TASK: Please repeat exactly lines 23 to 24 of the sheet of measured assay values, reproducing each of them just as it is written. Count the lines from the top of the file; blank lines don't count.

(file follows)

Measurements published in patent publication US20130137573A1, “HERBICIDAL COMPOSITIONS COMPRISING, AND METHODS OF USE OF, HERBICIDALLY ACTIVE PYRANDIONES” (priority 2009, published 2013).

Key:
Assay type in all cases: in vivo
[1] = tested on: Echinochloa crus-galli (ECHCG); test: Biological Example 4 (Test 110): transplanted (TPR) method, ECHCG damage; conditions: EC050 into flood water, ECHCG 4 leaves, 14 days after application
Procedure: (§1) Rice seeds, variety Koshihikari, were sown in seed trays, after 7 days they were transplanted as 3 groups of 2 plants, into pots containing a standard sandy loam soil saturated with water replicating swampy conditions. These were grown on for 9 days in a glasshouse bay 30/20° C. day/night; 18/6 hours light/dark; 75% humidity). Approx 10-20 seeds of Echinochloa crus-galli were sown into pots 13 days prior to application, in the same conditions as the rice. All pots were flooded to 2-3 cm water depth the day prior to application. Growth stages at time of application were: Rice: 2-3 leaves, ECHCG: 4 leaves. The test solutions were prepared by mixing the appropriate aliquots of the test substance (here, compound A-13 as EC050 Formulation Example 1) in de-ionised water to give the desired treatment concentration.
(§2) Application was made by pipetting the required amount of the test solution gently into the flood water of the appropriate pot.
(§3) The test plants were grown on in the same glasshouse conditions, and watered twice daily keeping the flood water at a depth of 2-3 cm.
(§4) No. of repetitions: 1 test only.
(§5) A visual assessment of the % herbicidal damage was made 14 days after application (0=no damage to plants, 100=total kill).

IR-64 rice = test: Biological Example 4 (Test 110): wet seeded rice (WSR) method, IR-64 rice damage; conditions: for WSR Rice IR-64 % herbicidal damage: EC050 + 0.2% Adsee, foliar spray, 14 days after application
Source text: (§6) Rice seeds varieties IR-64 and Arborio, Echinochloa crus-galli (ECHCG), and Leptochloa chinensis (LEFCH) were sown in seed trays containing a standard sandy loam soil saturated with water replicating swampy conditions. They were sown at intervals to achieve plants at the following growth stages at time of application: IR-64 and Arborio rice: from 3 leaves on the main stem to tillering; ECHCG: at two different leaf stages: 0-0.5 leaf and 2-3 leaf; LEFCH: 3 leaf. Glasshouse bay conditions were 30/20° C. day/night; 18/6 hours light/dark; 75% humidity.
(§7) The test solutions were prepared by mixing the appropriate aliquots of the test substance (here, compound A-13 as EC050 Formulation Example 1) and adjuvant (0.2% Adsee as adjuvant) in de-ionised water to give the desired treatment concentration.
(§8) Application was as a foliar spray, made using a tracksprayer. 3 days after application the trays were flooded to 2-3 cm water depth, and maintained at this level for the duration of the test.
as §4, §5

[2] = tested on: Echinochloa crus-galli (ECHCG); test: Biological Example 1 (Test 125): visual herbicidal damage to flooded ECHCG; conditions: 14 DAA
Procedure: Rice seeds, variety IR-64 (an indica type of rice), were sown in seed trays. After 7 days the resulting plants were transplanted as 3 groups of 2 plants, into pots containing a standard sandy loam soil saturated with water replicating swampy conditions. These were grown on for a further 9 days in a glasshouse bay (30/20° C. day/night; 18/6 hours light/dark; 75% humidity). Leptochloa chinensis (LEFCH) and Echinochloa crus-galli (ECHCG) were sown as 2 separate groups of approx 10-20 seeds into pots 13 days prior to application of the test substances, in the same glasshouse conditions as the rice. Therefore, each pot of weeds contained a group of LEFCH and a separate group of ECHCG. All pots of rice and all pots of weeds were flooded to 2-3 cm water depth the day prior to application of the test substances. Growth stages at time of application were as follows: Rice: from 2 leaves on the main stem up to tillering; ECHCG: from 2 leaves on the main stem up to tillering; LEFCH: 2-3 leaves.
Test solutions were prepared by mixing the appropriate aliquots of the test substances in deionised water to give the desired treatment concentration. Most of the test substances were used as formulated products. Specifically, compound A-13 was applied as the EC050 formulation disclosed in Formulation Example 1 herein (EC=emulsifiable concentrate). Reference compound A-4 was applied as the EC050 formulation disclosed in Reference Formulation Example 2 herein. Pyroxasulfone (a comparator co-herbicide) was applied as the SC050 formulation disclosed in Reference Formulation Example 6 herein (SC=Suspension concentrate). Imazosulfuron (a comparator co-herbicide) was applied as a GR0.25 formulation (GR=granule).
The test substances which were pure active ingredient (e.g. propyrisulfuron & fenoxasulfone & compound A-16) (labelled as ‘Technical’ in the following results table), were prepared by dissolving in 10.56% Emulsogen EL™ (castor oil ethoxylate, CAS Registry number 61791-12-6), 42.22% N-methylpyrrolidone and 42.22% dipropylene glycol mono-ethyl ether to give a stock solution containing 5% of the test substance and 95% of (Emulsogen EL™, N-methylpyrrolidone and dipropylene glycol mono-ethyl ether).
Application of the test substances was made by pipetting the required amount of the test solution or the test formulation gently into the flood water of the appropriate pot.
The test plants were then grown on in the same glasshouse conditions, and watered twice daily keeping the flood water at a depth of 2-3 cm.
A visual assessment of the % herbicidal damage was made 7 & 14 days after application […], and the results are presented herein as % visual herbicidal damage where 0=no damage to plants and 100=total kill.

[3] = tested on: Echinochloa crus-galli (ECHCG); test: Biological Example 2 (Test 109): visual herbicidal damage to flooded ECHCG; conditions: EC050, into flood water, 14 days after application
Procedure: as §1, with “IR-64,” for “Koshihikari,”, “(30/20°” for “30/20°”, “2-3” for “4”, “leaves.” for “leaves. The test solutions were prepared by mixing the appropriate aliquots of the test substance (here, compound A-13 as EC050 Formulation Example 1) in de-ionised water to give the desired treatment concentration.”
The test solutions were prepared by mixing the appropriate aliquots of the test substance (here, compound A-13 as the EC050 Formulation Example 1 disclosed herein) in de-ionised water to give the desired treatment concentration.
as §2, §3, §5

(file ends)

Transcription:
Procedure: as §1, with “IR-64,” for “Koshihikari,”, “(30/20°” for “30/20°”, “2-3” for “4”, “leaves.” for “leaves. The test solutions were prepared by mixing the appropriate aliquots of the test substance (here, compound A-13 as EC050 Formulation Example 1) in de-ionised water to give the desired treatment concentration.”
The test solutions were prepared by mixing the appropriate aliquots of the test substance (here, compound A-13 as the EC050 Formulation Example 1 disclosed herein) in de-ionised water to give the desired treatment concentration.